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Spokane, Washington  Est. May 19, 1883
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Northeast Spokane development eyed as part of brownfield grant to fund environmental assessments, cleanup plans

Spokane city officials are hopeful a $500,000 federal grant will help pave the way for more jobs and housing in northeast Spokane.

The city is one of three Washington communities, along with the Port of Tacoma and Olympia, awarded $500,000 brownfield assessment grants from the Environmental Protection Agency. Per the EPA, a brownfield is a site contaminated, or potentially contaminated, by hazardous materials or pollutants.

To clear the way for redeveloping possible northeast Spokane brownfields, the grant will let the city work with public and private property owners on environmental assessments and potential reuse plans.

While the grant will not clean up any sites, the funding “does help eliminate the unknowns for a property that wants to redevelop,” said Teri Stripes, an economic development specialist for the city.

“This is an exciting opportunity to explore the benefits of northeast Spokane and uncover the possibilities for economic and housing growth in one of our most historic neighborhoods,” Mayor Nadine Woodward said in a statement.

The funding is targeted at three low-income census tracts that cover approximately 4 square miles, encompassing parts of the Hillyard, Minnehaha and Bemiss neighborhoods. Census tracts 2, 16 and 144 are collectively home to approximately 12,600 residents, according to the city.

For eligible sites, the grant will cover environmental assessments to determine the property’s past use, where testing may be needed and site samplings for contaminants, Stripes said. The grant also will support cleanup plans to recommend ways to address any contaminants discovered.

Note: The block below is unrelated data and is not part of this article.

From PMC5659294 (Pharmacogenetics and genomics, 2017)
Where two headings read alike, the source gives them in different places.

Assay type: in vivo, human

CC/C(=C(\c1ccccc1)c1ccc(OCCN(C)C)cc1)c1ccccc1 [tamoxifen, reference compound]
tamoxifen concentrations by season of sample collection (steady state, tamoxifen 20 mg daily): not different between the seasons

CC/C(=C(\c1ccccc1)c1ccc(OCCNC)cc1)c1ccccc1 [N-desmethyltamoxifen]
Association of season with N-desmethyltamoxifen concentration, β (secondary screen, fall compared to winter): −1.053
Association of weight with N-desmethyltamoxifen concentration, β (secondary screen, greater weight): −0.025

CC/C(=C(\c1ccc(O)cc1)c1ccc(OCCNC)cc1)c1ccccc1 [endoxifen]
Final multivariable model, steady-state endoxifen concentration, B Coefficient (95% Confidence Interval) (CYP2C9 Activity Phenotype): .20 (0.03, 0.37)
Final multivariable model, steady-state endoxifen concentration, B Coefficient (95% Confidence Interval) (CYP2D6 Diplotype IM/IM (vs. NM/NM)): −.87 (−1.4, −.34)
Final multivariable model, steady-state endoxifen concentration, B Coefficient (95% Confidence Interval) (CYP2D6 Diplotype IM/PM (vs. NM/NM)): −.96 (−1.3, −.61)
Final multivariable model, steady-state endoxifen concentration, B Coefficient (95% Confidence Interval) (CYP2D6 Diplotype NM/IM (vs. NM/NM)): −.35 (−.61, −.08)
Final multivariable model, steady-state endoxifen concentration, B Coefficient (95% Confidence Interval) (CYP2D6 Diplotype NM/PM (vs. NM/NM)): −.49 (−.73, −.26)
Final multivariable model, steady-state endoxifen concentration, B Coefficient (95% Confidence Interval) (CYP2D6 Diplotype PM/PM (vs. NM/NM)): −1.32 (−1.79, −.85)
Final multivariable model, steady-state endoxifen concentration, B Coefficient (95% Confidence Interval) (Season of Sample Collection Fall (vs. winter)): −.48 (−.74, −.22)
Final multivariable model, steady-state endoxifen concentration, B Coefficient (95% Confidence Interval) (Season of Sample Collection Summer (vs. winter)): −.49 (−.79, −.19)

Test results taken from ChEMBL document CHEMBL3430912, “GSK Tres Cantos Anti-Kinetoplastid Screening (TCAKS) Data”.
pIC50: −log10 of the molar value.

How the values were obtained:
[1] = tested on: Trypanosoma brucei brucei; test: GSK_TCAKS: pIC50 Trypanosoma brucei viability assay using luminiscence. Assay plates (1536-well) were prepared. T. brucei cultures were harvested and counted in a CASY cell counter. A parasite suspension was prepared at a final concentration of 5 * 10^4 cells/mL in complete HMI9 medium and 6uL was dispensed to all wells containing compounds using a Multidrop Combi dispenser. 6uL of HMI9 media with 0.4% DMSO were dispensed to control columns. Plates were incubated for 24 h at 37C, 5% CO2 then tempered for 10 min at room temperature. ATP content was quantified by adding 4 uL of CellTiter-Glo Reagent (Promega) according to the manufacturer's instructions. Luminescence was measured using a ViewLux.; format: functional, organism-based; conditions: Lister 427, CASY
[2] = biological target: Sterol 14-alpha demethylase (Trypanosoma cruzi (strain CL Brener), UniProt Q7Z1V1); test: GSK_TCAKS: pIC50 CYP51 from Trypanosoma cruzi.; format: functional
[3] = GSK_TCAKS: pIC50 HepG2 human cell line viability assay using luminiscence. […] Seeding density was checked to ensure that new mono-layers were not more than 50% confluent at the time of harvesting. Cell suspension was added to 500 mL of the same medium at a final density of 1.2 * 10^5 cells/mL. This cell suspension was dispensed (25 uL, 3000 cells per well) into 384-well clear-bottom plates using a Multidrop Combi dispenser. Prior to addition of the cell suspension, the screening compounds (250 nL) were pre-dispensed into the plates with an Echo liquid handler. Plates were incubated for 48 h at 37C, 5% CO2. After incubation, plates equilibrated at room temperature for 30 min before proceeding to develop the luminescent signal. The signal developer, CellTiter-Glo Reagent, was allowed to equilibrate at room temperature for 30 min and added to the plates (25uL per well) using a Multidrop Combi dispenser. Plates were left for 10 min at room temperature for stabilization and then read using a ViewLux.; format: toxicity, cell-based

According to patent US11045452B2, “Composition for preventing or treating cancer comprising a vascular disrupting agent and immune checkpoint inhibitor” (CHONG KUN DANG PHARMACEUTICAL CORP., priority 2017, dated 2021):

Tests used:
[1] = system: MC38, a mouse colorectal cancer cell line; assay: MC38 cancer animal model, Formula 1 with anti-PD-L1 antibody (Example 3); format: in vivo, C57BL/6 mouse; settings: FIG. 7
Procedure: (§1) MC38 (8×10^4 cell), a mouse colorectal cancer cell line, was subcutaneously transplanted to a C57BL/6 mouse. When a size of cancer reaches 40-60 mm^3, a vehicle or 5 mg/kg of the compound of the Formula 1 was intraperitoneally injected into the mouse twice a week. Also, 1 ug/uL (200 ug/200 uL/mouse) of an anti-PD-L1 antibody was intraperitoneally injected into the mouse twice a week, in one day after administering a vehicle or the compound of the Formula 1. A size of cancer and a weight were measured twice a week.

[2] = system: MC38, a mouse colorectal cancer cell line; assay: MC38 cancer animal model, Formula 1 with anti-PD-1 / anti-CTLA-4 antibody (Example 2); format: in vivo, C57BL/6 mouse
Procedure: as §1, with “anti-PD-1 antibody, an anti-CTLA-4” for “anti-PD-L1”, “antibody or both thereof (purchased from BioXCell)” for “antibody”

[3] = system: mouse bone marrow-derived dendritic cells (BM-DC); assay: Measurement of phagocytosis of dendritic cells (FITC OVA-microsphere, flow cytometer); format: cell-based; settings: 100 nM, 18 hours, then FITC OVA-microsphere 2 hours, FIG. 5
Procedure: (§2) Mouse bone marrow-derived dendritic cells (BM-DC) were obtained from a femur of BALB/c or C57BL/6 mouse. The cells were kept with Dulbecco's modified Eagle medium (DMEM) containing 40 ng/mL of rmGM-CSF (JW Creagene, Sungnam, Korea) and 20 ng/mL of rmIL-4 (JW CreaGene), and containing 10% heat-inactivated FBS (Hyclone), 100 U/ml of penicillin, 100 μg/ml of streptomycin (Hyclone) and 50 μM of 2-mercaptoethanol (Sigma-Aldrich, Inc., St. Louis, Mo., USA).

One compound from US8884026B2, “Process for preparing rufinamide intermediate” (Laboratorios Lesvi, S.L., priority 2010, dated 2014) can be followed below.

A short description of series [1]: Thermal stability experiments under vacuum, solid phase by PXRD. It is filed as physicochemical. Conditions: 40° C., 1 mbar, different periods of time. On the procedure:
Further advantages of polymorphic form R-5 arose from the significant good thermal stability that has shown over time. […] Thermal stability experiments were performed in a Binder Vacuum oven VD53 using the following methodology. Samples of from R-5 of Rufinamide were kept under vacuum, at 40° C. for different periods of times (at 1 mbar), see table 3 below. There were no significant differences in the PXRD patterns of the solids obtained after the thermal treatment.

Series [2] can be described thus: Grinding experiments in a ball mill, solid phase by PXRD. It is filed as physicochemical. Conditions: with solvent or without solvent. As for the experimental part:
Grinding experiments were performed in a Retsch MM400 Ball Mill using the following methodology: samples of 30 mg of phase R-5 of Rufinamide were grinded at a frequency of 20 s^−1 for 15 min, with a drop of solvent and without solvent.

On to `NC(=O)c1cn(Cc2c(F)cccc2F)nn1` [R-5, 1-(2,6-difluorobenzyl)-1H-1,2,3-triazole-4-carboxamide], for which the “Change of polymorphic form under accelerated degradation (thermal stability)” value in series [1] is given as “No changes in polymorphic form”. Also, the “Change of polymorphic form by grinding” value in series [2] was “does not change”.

Environmental assessments are among the first steps in redeveloping brownfield properties. Riverfront Park and Kendall Yards were each once brownfield sites with histories as former railyards.

In the University District in recent years, the city assisted with site assessments and cleanup and reuse plans for 14 sites , said Public Works spokesperson Kirstin Davis. Notable sites include the new medical education, health sciences and innovation building for Gonzaga and the University of Washington School of Medicine on Spokane Falls Boulevard as well as 206 and 214 W. Riverside Ave. for a mixed-use housing project.

“That is an ideal situation,” Stripes said of the Riverside Avenue project. “That’s what we want to replicate with this new grant up in the northeast area of Spokane.”

With the latest grant, Stripes said this work won’t start until the city is under contract with the EPA, which is expected this fall.

And while the city has some ideal sites in mind, Stripes declined to publicly identify those before determining whether they are eligible.

Still, property owners with sites within the target areas are encouraged to reach out to the Community and Economic Development division to express interest, as Stripes said the city will start building a database.

“If somebody owns a contaminated site, they’re fully responsible for that contamination even if they don’t know it exists,” she said. “They could have purchased this property not knowing it was contaminated, so it’s always a little bit of a risk when somebody starts thinking about what they want to do with their site.”

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